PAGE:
Oct. 20 (Bloomberg) -- A benchmark gauge of U.S. company credit risk fell after France and Germany issued a statement saying they asked euro-region officials to agree on a plan to tame the region’s debt crisis by Oct. 26.
The Markit CDX North America Investment Grade Index, which investors use to hedge against losses on corporate debt or to speculate on creditworthiness, dropped 0.6 basis point to 133.9 at 4:19 p.m. New York time, after climbing as high as 136.4 earlier today, according to index administrator Markit Group Ltd.
The index, which typically falls as investor confidence improves and rises as it deteriorates, has declined from 150.1 basis points on Oct. 3, the highest level in more than two years. Investors have been quick to react to developments as policy makers struggle to contain the region’s debt crisis, said Andrew Wilkinson, chief economic strategist at Miller Tabak & Co. in New York.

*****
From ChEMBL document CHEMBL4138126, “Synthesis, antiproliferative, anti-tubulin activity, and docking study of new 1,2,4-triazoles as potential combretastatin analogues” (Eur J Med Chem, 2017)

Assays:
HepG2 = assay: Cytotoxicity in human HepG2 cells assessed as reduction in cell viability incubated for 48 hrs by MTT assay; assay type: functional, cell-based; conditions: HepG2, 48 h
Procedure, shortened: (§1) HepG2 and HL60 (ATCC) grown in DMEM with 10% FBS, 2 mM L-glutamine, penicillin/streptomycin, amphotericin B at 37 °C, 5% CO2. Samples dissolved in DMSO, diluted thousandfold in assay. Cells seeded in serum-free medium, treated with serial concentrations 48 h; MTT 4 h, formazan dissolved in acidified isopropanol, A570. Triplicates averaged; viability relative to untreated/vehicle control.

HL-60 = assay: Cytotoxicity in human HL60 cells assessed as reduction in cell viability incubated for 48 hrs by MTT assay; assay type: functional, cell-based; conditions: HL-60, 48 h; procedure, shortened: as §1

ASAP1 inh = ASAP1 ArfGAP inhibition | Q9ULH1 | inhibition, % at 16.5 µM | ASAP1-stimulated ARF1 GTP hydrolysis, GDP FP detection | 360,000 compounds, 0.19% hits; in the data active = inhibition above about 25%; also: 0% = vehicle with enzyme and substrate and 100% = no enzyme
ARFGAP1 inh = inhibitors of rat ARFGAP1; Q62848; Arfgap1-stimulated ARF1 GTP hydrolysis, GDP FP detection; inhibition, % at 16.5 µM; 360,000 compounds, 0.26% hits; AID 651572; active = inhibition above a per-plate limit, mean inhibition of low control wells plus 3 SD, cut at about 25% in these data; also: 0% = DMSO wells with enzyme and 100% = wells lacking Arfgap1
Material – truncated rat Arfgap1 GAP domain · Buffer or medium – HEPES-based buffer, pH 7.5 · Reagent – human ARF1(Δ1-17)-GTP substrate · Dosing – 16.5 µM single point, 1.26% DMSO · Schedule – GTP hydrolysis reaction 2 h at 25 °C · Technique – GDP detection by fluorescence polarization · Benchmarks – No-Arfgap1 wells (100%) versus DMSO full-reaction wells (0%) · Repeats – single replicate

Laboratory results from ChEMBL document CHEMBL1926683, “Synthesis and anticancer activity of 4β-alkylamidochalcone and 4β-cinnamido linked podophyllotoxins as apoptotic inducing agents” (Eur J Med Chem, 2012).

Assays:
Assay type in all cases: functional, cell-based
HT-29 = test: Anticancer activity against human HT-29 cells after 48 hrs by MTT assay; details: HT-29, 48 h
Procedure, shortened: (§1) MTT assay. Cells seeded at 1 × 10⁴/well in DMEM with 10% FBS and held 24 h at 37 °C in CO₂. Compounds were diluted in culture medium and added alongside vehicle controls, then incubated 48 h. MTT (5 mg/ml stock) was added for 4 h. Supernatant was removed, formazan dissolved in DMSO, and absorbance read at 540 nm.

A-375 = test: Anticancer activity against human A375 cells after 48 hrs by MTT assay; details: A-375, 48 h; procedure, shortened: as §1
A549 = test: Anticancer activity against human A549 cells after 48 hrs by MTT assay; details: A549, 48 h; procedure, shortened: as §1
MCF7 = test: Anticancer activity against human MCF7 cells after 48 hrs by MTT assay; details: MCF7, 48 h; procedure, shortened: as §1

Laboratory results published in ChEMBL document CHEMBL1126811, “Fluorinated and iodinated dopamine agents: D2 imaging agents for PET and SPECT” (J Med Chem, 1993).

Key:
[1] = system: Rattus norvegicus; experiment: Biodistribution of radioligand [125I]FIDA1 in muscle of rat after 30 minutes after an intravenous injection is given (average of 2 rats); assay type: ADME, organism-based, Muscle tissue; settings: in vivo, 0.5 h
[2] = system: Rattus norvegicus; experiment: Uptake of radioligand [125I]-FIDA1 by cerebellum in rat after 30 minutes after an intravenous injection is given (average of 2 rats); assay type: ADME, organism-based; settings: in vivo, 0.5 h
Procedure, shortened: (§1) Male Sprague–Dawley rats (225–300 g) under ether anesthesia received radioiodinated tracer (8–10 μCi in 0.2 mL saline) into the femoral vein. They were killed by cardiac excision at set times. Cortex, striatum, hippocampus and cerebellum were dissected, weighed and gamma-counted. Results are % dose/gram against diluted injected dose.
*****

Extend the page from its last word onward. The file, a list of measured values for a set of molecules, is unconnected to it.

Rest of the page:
“There’s a lot of headline risk out there,” Wilkinson said in a telephone interview.
German Chancellor Angela Merkel and French President Nicolas Sarkozy have agreed to ask euro-region leaders to assess a “comprehensive and ambitious” package of measures to solve the region’s debt crisis at a summit on Oct. 23, German government spokesman Steffen Seibert said today in an e-mailed statement. They intend for the leaders to agree to the measures at a second meeting by Oct. 26 at the latest, according to the statement.
Credit swaps pay the buyer face value if a borrower fails to meet its obligations, less the value of the defaulted debt. A basis point equals $1,000 annually on a contract protecting $10 million of debt.
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